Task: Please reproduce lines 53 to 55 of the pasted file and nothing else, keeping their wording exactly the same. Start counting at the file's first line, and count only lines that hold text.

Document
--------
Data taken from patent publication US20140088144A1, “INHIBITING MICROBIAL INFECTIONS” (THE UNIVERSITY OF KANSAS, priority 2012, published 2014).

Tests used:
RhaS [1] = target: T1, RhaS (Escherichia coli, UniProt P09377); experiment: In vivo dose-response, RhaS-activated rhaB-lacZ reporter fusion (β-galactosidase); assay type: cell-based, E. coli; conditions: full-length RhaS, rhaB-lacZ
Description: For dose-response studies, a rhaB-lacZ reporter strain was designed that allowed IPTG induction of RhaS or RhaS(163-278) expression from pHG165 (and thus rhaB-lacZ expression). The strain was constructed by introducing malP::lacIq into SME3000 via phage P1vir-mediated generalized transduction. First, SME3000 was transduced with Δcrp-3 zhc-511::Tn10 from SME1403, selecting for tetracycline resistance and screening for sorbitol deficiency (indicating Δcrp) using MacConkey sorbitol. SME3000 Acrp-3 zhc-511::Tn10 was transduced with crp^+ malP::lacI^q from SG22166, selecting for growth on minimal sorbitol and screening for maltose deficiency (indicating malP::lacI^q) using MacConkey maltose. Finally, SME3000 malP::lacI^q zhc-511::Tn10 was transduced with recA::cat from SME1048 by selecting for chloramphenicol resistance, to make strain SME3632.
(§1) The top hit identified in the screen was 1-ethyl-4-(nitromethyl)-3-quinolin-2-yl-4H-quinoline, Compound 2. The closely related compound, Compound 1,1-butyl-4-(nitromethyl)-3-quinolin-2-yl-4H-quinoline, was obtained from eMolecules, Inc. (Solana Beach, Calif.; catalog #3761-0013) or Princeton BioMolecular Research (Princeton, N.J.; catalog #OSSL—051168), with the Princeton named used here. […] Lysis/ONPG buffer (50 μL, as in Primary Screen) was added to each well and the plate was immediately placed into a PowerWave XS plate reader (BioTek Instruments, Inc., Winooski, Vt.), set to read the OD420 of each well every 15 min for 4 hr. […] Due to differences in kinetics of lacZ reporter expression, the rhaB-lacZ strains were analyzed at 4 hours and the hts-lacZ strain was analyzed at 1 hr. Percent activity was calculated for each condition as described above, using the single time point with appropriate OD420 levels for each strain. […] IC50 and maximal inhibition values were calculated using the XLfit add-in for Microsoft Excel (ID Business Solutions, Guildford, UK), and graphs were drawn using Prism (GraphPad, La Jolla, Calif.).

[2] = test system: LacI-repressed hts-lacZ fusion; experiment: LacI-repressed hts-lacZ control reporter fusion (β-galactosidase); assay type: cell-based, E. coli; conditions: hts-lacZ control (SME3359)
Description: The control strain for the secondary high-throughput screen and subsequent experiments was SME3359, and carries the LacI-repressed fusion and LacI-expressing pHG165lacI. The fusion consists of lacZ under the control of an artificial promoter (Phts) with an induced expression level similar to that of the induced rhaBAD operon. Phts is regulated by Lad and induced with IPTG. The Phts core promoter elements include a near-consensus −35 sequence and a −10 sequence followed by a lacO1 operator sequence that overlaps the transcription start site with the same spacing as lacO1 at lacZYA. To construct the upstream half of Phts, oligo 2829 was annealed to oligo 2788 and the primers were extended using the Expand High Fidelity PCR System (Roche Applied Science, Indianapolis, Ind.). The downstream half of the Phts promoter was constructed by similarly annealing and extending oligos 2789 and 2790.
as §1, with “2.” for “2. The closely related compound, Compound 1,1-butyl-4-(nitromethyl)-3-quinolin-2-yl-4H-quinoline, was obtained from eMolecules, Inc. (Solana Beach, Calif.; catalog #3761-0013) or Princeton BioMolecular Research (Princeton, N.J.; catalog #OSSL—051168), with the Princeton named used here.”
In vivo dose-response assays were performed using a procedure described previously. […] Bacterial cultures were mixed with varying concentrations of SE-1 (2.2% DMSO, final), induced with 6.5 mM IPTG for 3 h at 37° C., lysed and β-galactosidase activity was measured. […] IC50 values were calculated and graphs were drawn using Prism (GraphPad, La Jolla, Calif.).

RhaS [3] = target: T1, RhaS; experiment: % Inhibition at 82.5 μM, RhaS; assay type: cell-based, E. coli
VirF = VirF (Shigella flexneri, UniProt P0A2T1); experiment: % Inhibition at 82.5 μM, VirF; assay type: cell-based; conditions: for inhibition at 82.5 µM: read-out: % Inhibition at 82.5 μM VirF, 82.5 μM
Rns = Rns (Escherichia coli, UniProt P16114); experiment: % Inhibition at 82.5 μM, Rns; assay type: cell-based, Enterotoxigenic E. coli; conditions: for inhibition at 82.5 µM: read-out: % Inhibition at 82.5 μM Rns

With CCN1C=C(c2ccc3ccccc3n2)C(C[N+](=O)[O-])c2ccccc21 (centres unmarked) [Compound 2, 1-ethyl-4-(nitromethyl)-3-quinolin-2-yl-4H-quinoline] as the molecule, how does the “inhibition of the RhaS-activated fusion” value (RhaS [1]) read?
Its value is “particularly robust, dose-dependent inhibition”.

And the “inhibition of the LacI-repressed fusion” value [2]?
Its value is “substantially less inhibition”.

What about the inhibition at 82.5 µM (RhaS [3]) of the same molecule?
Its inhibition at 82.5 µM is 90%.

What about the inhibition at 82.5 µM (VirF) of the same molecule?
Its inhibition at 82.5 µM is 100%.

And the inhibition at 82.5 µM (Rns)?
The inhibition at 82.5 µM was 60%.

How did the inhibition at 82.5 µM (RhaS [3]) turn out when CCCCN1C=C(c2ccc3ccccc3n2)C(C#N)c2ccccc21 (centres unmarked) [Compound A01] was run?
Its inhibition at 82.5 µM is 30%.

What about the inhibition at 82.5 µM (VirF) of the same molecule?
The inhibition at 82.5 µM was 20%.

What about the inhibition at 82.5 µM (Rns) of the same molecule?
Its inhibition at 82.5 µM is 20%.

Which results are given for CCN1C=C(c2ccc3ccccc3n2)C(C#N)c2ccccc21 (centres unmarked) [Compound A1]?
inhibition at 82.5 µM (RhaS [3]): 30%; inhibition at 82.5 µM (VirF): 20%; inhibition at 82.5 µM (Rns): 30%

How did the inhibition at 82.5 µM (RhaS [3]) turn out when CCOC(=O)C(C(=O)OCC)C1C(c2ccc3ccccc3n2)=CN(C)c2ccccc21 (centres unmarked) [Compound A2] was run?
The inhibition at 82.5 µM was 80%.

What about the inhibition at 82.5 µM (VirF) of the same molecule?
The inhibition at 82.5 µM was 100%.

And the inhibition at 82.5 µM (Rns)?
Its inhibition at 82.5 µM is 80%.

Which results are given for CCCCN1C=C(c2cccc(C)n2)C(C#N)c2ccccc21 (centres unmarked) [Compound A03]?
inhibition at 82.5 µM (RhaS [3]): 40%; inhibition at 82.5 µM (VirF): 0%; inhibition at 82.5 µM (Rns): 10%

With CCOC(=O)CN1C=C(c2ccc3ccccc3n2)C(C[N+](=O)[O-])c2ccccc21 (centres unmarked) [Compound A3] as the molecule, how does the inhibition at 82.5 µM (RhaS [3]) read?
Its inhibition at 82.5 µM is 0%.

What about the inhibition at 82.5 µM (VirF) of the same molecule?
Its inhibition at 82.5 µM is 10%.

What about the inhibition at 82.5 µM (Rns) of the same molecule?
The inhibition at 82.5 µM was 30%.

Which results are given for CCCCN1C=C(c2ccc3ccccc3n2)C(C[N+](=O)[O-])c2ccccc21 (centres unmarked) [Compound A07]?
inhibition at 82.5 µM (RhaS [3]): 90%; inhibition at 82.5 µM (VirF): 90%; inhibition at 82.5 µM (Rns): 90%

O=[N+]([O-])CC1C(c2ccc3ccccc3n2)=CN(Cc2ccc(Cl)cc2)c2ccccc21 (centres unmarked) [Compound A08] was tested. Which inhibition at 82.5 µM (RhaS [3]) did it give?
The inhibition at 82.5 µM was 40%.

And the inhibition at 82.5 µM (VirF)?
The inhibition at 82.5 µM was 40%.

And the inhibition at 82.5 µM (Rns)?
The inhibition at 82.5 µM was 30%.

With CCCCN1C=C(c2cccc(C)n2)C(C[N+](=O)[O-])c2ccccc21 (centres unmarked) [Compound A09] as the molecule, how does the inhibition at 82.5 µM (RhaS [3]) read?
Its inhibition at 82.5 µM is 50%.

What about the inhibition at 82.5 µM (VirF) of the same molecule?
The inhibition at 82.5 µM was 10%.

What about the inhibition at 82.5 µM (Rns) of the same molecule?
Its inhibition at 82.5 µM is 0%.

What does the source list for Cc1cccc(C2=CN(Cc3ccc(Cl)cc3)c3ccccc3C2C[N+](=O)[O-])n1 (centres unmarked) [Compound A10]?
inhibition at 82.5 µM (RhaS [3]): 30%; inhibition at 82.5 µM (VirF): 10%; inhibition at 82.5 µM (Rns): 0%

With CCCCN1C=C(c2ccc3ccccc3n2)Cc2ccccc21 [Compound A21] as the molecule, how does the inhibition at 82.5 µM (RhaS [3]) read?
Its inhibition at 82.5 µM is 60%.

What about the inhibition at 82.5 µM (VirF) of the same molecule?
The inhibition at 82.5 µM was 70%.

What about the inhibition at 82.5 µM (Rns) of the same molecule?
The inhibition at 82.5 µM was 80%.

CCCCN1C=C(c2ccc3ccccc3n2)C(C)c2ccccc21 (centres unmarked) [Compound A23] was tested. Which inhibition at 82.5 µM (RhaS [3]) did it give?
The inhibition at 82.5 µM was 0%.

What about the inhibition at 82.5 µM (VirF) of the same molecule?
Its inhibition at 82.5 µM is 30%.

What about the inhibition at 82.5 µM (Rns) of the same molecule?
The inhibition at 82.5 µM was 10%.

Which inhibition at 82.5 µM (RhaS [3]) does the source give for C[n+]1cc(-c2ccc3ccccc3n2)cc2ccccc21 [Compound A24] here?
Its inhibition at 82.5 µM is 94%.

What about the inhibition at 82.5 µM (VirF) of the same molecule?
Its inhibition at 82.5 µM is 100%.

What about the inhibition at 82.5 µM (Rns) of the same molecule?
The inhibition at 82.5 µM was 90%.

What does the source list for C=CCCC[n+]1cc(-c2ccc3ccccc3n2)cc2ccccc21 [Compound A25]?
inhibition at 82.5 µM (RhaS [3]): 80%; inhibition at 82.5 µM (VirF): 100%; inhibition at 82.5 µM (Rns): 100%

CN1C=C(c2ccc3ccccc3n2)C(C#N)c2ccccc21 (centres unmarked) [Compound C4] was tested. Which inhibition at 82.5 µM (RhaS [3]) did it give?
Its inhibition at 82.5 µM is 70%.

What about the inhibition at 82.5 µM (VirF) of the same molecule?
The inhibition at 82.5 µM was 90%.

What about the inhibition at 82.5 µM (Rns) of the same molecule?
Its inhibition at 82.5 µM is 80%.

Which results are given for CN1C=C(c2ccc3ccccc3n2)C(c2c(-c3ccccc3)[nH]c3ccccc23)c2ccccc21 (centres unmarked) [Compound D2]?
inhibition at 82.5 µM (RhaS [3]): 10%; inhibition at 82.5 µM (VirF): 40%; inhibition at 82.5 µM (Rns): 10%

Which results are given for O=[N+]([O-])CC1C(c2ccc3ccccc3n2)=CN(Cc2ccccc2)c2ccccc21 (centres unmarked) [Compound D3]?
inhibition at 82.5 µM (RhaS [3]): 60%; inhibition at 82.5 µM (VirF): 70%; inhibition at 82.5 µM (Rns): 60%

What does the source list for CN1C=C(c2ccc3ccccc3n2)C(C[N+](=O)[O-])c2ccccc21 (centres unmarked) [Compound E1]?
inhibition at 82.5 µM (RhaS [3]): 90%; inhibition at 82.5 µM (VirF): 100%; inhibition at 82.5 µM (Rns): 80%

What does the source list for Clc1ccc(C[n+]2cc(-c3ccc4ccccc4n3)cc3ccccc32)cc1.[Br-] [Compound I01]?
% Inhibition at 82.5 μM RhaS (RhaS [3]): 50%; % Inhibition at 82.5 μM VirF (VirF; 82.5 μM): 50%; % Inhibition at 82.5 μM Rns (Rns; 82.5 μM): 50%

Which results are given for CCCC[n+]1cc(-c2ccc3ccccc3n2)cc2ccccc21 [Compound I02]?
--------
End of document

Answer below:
With CCCCN1C=C(c2cccc(C)n2)C(C[N+](=O)[O-])c2ccccc21 (centres unmarked) [Compound A09] as the molecule, how does the inhibition at 82.5 µM (RhaS [3]) read?
Its inhibition at 82.5 µM is 50%.

What about the inhibition at 82.5 µM (VirF) of the same molecule?